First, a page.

For a year or so Pakistan were confronted by England, who not only beat Pakistan in Pakistan (in one out of the three Tests played), but also in England where they dictated terms almost completely in all the five Tests. Pakistan's only consolation was to draw one Test, thus preventing England making a clean sweep.

This tour threw Pakistan cricket in the doldrums again. Gradually the feeling of despondency began to disappear, bringing in a fresh wave of optimism and hope, when Pakistan did well to draw the only Test against Australia at Karachi in 1964.

Pakistan's first tour of Australia and New Zealand served only to add to the genuine confidence in the Pakistan team, as no match in Australia, including the lone Test, was lost. In spite of being sent into bat at Melbourne, Hanif showed his greatness and carried his men with innings of 104 and 93.

In New Zealand the sodden wickets did not permit the Pakistanis to give of their best. The only redeeming feature of the series was that, although they were in a tight corner in three Tests, they managed to hit their way out of trouble.

More than six years had elapsed and Pakistan had not won a Test match. The stalemate was broken in Rawalpindi in March, 1965, when Pakistan beat New Zealand by an innings in the first Test played there. Perhaps it constituted a modern record that a Test was finished in two days and forty minutes. The series went in Pakistan's favour.

Where does Pakistan stand today, after having played 50 Tests of which she has won 10 and lost 14, with the remaining 26 drawn? In terms of wins there may not be anything to boast about. Most of the victories were achieved when she had a string of fighters who could truly be called the pioneers of cricket in our country. Gradually they vanished from the scene and cricket began to deteriorate.

Happily there are encouraging signs of revival. Proof of this was found in the recent showing against foreign teams, including the 1963 Commonwealth team which had such stalwarts as Griffith -- a dreaded bowler -- Kanhai, Butcher and Graveney.

Unfortunately so far Pakistan has not been able to find pacemen like Fazal Mahmood, Mahmood Hussain or Khan Mohammad. In spin, Intikhab Alam has acquired some viciousness and Pervez Sajjad is a medium-slow tight bowler who shuns flight. Salah-Ud-Din is an off-spinner of some promise who has already made a good impression. With Hanif, there is a string of dependable batsmen who have already gone through the ordeal of experience in every country and climate.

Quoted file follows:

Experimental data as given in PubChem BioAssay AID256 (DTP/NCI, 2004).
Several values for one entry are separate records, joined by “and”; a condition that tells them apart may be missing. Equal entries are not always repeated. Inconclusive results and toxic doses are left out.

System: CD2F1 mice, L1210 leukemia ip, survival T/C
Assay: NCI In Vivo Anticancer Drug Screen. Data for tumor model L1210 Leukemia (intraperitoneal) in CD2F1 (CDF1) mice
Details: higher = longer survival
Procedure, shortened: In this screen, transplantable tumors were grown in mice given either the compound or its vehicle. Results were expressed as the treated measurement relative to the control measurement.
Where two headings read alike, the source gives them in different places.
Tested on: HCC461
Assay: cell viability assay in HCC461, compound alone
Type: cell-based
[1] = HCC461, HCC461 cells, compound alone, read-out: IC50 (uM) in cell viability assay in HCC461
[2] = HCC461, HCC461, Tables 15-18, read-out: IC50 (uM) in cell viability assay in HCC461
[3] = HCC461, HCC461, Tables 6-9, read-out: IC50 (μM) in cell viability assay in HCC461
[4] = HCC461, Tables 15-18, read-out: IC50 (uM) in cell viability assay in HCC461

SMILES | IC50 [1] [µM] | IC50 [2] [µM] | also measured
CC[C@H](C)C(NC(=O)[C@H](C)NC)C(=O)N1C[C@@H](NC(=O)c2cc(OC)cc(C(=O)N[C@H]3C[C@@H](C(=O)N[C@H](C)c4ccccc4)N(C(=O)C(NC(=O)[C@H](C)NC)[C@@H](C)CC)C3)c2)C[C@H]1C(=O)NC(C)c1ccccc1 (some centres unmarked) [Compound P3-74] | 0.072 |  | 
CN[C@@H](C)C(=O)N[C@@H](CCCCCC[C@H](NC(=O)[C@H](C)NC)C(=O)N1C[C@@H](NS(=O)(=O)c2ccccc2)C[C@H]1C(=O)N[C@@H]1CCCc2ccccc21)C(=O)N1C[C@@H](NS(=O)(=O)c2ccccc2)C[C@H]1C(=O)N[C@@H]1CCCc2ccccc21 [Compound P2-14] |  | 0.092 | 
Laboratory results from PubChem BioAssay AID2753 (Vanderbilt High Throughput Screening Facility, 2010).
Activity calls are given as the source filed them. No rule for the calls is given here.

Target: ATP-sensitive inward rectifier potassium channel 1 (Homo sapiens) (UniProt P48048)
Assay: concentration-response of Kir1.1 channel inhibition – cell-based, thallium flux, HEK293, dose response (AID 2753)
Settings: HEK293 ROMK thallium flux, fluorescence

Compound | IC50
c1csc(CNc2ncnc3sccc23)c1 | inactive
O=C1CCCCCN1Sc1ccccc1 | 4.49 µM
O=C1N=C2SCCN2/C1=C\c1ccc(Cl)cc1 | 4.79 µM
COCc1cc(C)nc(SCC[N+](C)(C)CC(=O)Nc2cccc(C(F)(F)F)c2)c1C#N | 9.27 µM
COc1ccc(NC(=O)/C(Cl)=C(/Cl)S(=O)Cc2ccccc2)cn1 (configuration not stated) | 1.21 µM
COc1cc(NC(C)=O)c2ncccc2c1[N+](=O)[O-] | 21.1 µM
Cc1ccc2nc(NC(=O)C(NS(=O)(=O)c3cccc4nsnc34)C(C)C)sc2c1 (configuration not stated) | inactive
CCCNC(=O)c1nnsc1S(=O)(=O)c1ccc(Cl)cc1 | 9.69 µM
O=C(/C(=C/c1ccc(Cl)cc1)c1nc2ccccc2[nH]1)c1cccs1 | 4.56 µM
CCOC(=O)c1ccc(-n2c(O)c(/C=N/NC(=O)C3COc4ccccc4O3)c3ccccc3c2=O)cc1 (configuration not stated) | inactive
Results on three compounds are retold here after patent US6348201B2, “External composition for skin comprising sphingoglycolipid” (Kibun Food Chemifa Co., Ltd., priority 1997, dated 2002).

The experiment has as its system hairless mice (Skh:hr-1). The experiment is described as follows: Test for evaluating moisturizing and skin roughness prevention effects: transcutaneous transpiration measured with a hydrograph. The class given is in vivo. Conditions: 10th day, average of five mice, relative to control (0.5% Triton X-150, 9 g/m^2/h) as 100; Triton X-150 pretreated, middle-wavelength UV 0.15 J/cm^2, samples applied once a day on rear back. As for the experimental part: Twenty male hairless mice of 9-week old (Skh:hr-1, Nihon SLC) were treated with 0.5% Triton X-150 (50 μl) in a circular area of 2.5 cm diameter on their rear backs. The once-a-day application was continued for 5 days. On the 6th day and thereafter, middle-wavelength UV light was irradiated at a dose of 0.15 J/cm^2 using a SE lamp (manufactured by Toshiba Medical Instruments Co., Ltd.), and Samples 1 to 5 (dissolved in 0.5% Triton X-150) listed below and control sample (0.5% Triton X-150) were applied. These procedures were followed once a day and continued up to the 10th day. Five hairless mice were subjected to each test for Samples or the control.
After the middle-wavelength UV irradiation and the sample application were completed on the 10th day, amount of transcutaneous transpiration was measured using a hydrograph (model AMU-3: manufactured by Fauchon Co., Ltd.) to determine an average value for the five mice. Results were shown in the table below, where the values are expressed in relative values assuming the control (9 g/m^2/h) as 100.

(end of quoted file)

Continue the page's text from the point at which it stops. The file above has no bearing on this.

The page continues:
One, therefore, hopes that these players in whom the Pakistanis have pinned high hopes will show in England that it is not only the winning or losing that matters, but that there is some such thing as attractive cricket which tickles the appetite of the crowd.

We hope that English spectators will see in action at their best the cricket prodigy, little Hanif Mohammad and his younger brother Mushtaq Mohammad. Both have carved out names for themselves -- the rise to eminence of Mushtaq being more sudden that Hanif's. They belong to a family of five cricketers (in the order of their ages: Wazir, Raees, Hanif, Mushtaq and Sadiq).

In the 1954-55 Quaid-e-Azam Trophy final, Wazir, Raees and Hanif scored a century each against Services. Their presence created a world record in 1961 when all of them played in the Ayub Cricket Trophy during a match -- two of the brothers were pitted against the other who played for the opposite side.

A lot of world records have fallen to this cricketing family. Hanif holds the world record for the highest individual score in first-class cricket: 499 against Bahawalpur in the year 1958-59 (which broke Sir Don Bradman's feat of 452). He scored 891 runs that season. He also has the record of staying at the wicket for sixteen hours and thirty-nine minutes in the first Test against the West Indies at Bridgetown in 1958, when he finished with a triple century, 337. Hanif has also scored the largest number of Test centuries (11) by a Pakistani player.

Mushtaq Mohammad is the youngest Test cricketer in the world, for he appeared for Pakistan in the Lahore Test against the West Indies in 1959 when his age was 15 years and 124 days. He has shown maturity and an aggressive approach to batting that has delighted crowds everywhere.

And talking of Hanif, two years back, we in Pakistan had lost all hopes of his staging a come-back to cricket, when he was so very lame -- but he recovered from the operation on his leg, and like a true fighter, he resumed and successfully picked up his bat again after a long period of inactivity. It was most heart-warming. We hope that in 1966, Hanif will again be the Master Batsman.

© John Wisden & Co